The magnitude and duration are key parameters, along with whether the current increases, decreases or stays about the same when the voltage sags. If the current increases significantly when the voltage sags, then the source of the problem probably is downstream from where the monitor is located. If the current decreases to near zero when the sag occurs, then the circuit loads probably are rectified input switching power supplies, since the storage capacitor will be at a higher charge level than the incoming voltage. However, if the sag lasts longer the capacitor charge can supply the load, then the voltage output of the power supply may drop too low for proper regulation, and the equipment will malfunction.

Since sags are about missing energy, mitigation devices, such as transient-voltage suppressors, are of little value. The mitigation equipment must provide enough energy to make up for what is missing, relative to the load’s requirements. Most often, a UPS is used. These come in sizes for hundreds of volt-amperes (VA) to millions of VA. Many of these use batteries as the storage source of missing energy, which need a preventative maintenance program, as well as a planned replacement schedule, which is a service that can be another opportunity.

Harmonic disturbance

Harmonics often cause the second most common power quality disturbance. In today’s electrical power systems, voltages and currents generally are not pure sine waves consisting of only a fundamental frequency component (60 Hz in North America, 50 Hz in Europe). Harmonics are frequencies that are integer multiples of the fundamental frequency (120 Hz, 180 Hz, 240 Hz, etc.). Many of the power supplies in equipment manufactured today—such as lighting ballasts, adjustable speed drives, PCs, laser printers and programmable logic controllers—draw current during only part of the sine wave, resulting in harmonic currents (Figure 3), which lead to voltage harmonic distortion. The distorted voltage waveform can then affect other equipment powered from the same source.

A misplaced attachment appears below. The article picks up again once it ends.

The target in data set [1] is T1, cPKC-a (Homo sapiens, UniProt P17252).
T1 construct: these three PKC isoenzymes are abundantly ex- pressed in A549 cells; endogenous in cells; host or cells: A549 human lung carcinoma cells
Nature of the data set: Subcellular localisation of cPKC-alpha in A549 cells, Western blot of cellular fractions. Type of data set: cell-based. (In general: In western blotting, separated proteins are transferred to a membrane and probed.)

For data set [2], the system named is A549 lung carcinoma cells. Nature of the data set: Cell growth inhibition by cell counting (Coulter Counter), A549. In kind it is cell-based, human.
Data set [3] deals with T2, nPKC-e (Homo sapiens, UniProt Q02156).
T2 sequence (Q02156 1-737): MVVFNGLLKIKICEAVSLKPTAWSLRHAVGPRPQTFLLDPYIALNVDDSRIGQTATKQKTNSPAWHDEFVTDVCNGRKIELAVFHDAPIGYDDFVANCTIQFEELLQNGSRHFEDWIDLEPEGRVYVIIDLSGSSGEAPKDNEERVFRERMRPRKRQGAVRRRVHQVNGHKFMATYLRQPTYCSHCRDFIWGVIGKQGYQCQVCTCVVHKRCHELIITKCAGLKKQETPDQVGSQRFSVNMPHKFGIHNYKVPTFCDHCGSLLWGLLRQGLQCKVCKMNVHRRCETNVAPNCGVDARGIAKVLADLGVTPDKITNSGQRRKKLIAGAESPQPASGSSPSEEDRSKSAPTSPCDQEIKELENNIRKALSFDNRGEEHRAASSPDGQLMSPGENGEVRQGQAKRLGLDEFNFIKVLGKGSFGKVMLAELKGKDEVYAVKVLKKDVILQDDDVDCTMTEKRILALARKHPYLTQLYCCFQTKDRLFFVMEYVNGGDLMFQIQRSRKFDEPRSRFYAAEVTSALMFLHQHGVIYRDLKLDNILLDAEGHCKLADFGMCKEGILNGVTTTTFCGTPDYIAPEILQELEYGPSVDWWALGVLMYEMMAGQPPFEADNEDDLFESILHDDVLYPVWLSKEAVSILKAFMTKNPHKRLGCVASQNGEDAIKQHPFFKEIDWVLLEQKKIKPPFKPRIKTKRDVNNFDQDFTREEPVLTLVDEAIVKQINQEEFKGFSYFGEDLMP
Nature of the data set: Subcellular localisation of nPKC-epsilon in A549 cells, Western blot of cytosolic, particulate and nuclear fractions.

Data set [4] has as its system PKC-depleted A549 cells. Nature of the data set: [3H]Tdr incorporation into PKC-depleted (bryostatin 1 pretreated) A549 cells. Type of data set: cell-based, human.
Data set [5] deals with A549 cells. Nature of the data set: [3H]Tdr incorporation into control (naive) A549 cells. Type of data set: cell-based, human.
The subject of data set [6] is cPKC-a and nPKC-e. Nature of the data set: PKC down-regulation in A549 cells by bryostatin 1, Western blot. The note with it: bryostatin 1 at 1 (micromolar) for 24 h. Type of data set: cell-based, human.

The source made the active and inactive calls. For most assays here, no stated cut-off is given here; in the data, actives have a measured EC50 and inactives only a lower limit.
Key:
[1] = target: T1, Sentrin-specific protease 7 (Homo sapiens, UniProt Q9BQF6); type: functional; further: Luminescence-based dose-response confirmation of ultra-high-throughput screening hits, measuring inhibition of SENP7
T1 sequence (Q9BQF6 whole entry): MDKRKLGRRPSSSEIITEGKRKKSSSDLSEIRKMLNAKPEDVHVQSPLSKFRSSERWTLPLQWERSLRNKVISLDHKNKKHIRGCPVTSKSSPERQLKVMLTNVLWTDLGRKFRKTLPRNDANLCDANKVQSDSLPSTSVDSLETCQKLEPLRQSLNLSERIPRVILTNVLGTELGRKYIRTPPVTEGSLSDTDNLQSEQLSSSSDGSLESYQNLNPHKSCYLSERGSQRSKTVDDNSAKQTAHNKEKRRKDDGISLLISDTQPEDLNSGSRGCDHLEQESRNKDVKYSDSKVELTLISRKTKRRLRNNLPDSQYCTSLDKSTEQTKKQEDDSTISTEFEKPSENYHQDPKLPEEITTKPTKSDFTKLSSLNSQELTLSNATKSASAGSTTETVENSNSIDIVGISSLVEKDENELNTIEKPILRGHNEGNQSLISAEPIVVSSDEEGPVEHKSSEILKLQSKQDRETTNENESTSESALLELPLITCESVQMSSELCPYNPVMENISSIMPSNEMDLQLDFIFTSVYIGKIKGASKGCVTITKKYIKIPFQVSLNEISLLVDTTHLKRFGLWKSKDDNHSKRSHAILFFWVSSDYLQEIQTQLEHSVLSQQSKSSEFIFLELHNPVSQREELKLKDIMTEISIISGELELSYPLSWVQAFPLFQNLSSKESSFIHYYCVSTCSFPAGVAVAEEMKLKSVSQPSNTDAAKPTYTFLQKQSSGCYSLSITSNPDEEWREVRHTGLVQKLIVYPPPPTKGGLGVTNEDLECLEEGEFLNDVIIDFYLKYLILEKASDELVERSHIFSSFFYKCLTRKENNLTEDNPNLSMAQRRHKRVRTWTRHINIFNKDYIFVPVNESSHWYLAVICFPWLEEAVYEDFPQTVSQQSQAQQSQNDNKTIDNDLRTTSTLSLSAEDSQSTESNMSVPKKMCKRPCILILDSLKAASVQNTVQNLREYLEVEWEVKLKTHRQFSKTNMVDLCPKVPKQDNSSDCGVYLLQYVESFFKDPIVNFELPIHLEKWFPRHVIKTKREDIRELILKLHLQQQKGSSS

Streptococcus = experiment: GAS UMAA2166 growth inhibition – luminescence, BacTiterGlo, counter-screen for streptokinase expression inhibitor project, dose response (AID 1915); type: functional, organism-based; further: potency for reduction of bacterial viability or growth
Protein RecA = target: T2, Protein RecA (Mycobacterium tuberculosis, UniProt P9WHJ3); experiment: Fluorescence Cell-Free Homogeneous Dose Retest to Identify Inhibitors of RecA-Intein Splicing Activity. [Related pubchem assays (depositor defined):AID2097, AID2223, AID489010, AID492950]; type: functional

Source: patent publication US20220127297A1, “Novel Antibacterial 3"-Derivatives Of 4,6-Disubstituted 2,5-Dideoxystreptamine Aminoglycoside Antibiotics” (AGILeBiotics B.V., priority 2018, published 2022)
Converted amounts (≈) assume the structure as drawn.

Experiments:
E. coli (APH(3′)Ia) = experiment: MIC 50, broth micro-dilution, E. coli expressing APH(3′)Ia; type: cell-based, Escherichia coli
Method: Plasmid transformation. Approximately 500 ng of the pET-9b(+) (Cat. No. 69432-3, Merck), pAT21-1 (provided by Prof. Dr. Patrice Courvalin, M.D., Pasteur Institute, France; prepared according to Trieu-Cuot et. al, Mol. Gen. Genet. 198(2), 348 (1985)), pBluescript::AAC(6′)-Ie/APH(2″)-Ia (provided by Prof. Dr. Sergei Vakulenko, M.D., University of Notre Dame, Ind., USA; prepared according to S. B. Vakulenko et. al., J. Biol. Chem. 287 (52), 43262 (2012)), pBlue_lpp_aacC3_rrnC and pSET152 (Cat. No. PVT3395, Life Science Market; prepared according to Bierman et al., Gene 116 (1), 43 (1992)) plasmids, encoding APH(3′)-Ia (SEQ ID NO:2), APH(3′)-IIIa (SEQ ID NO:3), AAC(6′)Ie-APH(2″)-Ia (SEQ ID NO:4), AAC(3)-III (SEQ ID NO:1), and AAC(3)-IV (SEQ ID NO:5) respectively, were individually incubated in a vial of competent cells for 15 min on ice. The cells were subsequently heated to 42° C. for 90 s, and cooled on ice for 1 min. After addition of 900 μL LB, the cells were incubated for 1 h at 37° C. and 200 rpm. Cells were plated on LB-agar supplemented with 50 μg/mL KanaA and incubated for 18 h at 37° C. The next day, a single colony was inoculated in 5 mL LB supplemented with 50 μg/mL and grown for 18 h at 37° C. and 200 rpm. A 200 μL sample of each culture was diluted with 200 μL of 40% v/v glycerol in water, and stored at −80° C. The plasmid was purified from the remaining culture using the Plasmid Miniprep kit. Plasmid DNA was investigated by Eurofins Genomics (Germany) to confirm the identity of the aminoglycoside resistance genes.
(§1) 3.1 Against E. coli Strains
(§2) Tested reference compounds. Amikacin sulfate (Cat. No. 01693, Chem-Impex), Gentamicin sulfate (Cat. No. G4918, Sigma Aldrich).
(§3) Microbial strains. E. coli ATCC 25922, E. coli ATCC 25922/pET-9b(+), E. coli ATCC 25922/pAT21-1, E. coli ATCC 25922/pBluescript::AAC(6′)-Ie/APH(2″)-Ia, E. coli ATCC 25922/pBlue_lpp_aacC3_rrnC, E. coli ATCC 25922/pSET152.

Harmonics can cause overheating in electromagnetic loads, such as motors and transformers, due to losses that increase proportionally to the square of the harmonic number. In four-wire wye circuits, the triplen harmonics (3, 6, 9, 12, etc.) are additive in the neutral conductor, rather than canceling each other out, which also can cause overheating. Some combinations of harmonics can cause the top of the voltage waveform to be reduced, also called flat topping. This means there is less energy to charge those capacitors mentioned before, making them more vulnerable to sags.

The harmonic spectrum also helps determine what is the source as well as the possible solutions. For example, having the largest current harmonics being the 3rd, followed by 5th, then 7th, probably means the source are single-phase loads with rectified switching power supplies, such as printers and PCs. If it was the 5th, 7th, followed by 11th and 13th, then the sources are three-phase, full-wave rectified loads such as ASDs. The harmonic current trail will lead back to the source, and then the best options for mitigation can be determined. Sometimes the best option may be separating the offending loads to separate circuits, sizing and installing harmonic filters properly or changing the loads to less polluting equipment.

These are just two of the many types of power quality phenomena that equipment can be susceptible to. You can offer your customers a preventative maintenance power quality program, where you look for changes and trends that can be corrected before they result in a process interruption and financial losses for the customer. Or, you can be the PQ detective, providing a troubleshooting service after customers experience a problem. This often is much more difficult to do, since the source of the problem may not occur again for days, weeks or maybe years. As the cost of downtime goes up, the potential financial reward for electrical contractors goes up right along with it.     EC

BINGHAM, a contributing editor for power quality, can be reached at 732.287.3680.



About the Author

Richard P. Bingham

Power Quality Columnist
Richard P. Bingham, a contributing editor for power quality, can be reached at 732.287.3680.